[This is my attempt to walk the talk. Online engagement in conversations about our practice. Can we get better at our student learning? I really think so, but we are going to have to stop doing some things and start doing other things if we hope to succeed.]
Glad you dropped by and shared some thoughts.
I do think the ideas I presented in the December 23rd post are replicable in any school or district. If I can elaborate, feel free to get in touch. You can direct message me on Twitter at dennisar.
I think the come-on-along-and-blog with me challenge is much more daunting than you let on. My little experience with it (my web 2.0 birthday - July 2007) tells me that initially it has nothing to do with PD. This is going to seem like a radical notion, but, face it, in education, we don't read and we certainly don't write about the art and science of our practice. I'd go so far as to say that even though we are the learning profession, we do not truly invest in self-directed learning for ourselves. The culture of our profession is more prone to build walls than bridges. For example, I have my degree. Now leave me alone so I can teach.
I make these comments with affection for my colleagues because I count myself a member of this class. I certainly did read about our practice and did write occasionally, but nothing like I have done since creating my wiki in August 2007 (now I have a second one) and this blog. It takes a lot of intellectual scaffolding to gear up to engage in this effort. Learning every day is hard work.
I try to post at least once a week, if not more. I read twitter comments and investigate leads about new ideas , tools, resources, blog posts, articles, and books, and meet people who have similar interests as I do and develop important professional relationships. It is a very stimulating environment that few in our profession want to participate in for a whole variety of reasons. In ten minutes I'm sure you and I could brainstorm a top ten list of reasons teachers and administrators would give for not engaging in reflecting, reading, writing, thinking, and communicating with others about their practice on an ongoing basis, even if it is off line! Isn't that a learning environment? Until that issue is confronted, I do not believe teachers and administrators, in general, will
- significantly improve schools for students and ourselves,
- experience the exhilaration of efficacy, regularly,
- actively participate in online networks,
- create blogs.
It is also worth pointing out that although we want students to be life-long learners, we never confront the fact that we may be modeling just the opposite for students. How much richer would our schools be for students if we expected the Framework for 21st Century Skills of ourselves ~ all teachers and administrators, even unions negotiating for learning cultures in all our grades, teams, department, schools, and districts.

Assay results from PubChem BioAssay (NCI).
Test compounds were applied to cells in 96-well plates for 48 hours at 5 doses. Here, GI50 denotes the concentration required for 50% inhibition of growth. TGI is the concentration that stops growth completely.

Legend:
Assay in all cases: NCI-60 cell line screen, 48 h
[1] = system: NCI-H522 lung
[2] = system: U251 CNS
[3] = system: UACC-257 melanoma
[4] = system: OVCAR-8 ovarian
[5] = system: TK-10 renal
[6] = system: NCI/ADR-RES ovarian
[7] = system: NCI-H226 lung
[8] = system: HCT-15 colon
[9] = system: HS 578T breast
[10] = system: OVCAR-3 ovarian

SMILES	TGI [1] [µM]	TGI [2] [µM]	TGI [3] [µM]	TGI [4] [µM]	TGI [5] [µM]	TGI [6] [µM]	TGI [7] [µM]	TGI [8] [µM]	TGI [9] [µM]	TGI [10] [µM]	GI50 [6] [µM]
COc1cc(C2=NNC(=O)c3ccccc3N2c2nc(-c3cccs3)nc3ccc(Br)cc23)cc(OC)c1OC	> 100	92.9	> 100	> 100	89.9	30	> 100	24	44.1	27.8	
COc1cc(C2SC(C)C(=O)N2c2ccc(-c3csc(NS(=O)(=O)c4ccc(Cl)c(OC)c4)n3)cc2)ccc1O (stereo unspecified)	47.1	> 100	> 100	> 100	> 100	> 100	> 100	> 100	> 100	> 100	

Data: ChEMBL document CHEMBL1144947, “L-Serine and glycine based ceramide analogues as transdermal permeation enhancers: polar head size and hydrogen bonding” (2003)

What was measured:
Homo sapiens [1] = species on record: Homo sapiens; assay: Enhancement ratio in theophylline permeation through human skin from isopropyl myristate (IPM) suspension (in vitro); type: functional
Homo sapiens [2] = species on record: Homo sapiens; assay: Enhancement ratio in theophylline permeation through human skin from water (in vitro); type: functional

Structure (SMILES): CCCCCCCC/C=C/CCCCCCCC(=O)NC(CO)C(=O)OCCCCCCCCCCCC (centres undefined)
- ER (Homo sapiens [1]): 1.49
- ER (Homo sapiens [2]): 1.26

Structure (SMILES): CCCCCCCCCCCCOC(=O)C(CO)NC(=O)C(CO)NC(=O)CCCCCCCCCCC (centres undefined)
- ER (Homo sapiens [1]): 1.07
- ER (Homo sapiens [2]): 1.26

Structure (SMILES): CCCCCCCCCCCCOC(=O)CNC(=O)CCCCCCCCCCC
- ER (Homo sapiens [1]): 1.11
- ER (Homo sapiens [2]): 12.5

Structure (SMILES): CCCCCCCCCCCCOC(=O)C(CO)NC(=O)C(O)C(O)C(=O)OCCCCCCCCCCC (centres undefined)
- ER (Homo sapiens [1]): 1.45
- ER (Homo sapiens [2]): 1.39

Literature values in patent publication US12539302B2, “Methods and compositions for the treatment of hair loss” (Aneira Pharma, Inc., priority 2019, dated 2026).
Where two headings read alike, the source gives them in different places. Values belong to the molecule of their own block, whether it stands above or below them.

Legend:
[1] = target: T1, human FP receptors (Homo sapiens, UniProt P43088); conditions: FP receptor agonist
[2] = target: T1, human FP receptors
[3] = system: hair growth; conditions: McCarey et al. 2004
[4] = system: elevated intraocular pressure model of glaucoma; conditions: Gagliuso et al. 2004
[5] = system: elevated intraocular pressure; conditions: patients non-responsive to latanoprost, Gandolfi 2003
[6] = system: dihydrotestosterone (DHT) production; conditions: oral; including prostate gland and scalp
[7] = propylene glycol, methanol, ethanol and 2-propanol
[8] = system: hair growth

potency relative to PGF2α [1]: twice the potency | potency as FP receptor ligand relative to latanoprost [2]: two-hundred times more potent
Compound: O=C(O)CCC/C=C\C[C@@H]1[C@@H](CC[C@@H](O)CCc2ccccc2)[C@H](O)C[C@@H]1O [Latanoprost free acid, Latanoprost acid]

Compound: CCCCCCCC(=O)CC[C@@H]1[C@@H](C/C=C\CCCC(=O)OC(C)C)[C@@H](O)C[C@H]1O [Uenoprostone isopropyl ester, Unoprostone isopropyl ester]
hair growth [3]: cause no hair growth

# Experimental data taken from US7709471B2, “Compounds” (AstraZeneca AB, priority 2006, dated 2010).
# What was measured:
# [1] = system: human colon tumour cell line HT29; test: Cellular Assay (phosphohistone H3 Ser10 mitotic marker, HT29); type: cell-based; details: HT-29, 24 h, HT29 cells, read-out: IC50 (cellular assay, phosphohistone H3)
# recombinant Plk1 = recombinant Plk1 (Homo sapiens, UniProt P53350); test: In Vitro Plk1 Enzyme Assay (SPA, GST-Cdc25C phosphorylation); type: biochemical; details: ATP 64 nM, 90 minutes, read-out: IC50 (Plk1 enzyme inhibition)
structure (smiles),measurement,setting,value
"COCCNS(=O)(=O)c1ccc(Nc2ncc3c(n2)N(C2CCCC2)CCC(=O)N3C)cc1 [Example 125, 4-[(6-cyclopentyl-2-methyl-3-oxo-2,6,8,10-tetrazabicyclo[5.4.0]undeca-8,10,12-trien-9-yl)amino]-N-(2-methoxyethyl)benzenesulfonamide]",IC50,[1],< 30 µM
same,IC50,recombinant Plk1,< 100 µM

I'm not really sure who to blame (I'll take my share) or what all the answers are (I strive for answers in my face to face work and through my online professional network). We need the critical mass of teachers and administrators involved to get beyond blame so we can think critically and creatively so innovative solutions can be owned by all of us for the profession that cherishes student learning above all else.
As a former English teacher, I agree with your comments about the writing process. Writing within the online environment of blogging is similar to other writing. I think it is very intense if presented correctly to students. Others are much more skillful doing that and writing and speaking about that than I am. I think blogging can help students learn a lot and develop net literacies that will serve them well in the future as the world becomes more and more digitally oriented.
Thanks again for stopping by; your comments got me thinking. Without them I would not have posted this morning. That is one reason I blog: the commitment to post causes me to think and write; the comment by someone about my post causes me to think and write in a way that extends my thinking. Well, Patrick, let's see if anyone else offer us their insights on our exchange.
Patrick Higgins left the following comment in response to my December 23, 2007 post.
I figured I would come here and drop my comment off and continue the conversation a little bit.
You lay out a great plan for implementation as a thought and planned process, and I must admit, since reading Kim's post initially, I have had visions of how to organize this meeting with our ed tech and curriculum staff. We need plans like this for addressing exactly how an why we ask our teachers to introduce technology, or better, to embed it into their planning.
As you probably can tell, I am a blog "evangelist" among our district's teachers; There is so much power right at the fingertips of students when you give them space, guidance, and freedom to choose their voice. But that is not to say that we put them there and let them go, yet. We've got much scaffolding to do in order for our students to understand the parameters of writing online and for a relatively unknown audience.
Does blogging or any form of connective writing differ from traditional paper and pen writing? Absolutely; however, there are so many things about it that easily translate: drafting before you publish, proofreading, prompt writing, process writing, relevant topics, finding voice, bringing in expert sources, etc. My biggest stumbling block has been to pull teachers on board to show them how similar the two can be and that the shift, while significant, is not much of a change for them or their students.